Daniel Ward’s 30-page “Arpeggio Meditations for Ukulele” for ukulele players reminds me of the Hanon exercises I played every day as a budding piano player. That’s how I built my technique, after playing the scales and arpeggios in the key I was assigned, I’d play one piece from Hanon for the entire week. This sort of repetitive finger exercise gets you into a trance. However, I daresay, Ward’s music is a lot more interesting and pleasing to the ear than Hanon’s.
Hot off the press, Dan “Cool Hand Uke” Scanlan’s new book, lightweight paperback and nicely designed, is full of tips and advice gleaned from the author’s sixty years of playing and teaching the ukulele. In that time period, the author has undoubtedly encountered all sorts of questions, for playing an instrument isn’t just about playing. Adults like to ask questions. It takes an experienced teacher to explain the answers without taxing the brain and intimidating the beginner.
by Tyler Millard
The University of Hawaii Maui College hosted a classical guitar concert — as part of the 16th Annual Benjamin Verdery Maui Guitar Class. This event had three of the finest classical guitarists perform for our community: Ian O’Sullivan, Aaron Cardenas, and Christopher Mallett. The concert was held in the ‘Ike Le‘a Lecture Theatre in room 144 on UHMC campus, on Friday July 10, 2015 at 3:00 pm. Continue reading “Review: classical guitar concert at UH Maui College”
Extracts from piano students’ reviews of a concert on the theme of death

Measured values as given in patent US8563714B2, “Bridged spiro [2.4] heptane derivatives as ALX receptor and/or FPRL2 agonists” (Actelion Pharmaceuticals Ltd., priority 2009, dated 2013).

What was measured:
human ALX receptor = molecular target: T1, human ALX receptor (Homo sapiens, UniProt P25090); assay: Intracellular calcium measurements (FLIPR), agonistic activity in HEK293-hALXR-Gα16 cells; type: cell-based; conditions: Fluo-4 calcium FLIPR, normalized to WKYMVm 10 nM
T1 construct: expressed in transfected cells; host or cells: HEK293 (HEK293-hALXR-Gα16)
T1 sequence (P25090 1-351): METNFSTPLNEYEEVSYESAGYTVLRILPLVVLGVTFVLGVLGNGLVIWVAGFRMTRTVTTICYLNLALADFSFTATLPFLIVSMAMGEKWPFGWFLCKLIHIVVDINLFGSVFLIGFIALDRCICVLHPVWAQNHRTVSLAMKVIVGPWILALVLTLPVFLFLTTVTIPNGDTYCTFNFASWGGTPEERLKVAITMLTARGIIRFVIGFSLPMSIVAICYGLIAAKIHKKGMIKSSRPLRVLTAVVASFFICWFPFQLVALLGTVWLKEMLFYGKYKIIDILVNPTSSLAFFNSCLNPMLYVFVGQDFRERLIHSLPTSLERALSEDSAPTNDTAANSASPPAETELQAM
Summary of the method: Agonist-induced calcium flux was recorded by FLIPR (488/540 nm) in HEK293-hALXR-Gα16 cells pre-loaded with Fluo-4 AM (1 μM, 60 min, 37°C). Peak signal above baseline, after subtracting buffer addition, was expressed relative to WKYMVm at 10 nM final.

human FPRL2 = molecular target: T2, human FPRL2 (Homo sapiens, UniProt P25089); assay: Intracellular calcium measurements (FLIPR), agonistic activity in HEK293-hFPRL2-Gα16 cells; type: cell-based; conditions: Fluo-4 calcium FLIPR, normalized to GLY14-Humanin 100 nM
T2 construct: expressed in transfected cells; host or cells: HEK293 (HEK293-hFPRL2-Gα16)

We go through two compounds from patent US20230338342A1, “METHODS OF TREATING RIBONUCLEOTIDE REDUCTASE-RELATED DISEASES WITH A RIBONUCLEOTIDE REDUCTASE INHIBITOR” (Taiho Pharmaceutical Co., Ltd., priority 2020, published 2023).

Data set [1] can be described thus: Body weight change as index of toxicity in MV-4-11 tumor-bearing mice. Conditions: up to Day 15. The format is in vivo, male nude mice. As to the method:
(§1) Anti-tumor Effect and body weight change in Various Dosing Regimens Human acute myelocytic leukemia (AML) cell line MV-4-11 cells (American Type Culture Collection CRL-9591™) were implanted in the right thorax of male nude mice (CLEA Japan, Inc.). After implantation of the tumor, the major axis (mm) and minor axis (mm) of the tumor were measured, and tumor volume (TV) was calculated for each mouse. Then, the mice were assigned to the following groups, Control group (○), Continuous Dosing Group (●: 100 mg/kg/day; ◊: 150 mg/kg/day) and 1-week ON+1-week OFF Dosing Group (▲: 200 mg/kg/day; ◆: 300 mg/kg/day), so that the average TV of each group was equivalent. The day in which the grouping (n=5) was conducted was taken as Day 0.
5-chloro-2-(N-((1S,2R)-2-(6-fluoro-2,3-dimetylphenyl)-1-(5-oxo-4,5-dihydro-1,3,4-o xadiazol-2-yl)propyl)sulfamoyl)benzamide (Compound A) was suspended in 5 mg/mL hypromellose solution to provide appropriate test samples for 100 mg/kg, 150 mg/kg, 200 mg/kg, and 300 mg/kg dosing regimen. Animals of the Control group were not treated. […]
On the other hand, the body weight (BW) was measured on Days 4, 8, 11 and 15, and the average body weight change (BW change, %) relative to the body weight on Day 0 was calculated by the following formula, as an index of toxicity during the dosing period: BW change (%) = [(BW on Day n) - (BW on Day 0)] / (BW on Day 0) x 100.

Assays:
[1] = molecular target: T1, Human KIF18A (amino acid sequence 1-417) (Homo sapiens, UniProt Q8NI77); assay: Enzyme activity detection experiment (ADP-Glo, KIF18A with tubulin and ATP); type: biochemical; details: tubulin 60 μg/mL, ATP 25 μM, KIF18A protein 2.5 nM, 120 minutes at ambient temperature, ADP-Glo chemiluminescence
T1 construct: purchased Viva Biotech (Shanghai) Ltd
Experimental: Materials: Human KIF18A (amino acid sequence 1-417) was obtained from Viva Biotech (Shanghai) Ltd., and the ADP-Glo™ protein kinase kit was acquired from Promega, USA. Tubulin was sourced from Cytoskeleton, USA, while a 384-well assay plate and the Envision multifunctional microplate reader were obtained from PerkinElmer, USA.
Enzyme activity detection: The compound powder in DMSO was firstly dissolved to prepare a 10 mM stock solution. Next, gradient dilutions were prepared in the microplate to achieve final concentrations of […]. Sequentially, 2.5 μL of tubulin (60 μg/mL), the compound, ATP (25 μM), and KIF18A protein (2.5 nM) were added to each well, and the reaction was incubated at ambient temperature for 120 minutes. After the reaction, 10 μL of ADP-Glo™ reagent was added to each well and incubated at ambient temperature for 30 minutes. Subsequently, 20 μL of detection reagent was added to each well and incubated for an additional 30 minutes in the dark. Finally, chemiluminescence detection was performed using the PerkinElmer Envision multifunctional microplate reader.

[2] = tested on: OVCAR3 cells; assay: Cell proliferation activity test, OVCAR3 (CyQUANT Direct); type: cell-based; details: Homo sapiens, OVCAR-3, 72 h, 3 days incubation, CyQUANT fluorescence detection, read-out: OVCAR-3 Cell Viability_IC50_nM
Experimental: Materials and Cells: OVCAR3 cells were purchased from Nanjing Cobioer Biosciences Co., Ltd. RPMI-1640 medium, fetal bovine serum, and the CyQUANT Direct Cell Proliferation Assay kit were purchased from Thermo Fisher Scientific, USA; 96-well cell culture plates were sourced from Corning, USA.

After the concert, I asked to be led to the back stage to meet the three musicians of the Morgenstern Trio from Germany. I remarked that the program was not one about “destiny” as the cellist indicated in his speech but one on “death.” I added that it was refreshing to hear serious music — one that was unamplified. Here on Maui, I explained, we hear a lot of “happy” music that’s always amplified. We get a lot of background music, too.
The WordPress.com stats helper monkeys prepared a 2013 annual report for this blog.
A post-concert reception is just as important as a pre-concert talk. The first and last piece of the concert cannot be exchanged with the same effect of the performance.
After attending an Ebb & Flow Arts concert, more and more I find myself unable to write a review about the entire performance.
From a pragmatic point of view, the concert is very unlikely to be repeated at the same venue, in the same format, or by the same performers. Each program is unique. What purpose does a review of a one-off concert serve? A validation for the performers, composers, and the producer? A reminder for those who attended? A snapshot for those who missed the concert? A video recording would perhaps do a better job.
To put it mildly, a review will not do justice to the live performance of Saturday 10 August 2013 on Maui. Neither would a video recording. But I shall “reflect” so that I can remember and share.
A concert of what I call “music of our time” is oddly also music that is unfamiliar to the general public who are accustomed to hearing amplified familiar sounding music. On Maui, occasions to hear unfamiliar music are not only few and far between but also extremely rare, such that every concert fetches a full house. Sadly one would have to repeat the experience several times to fully appreciate the music and the nuances.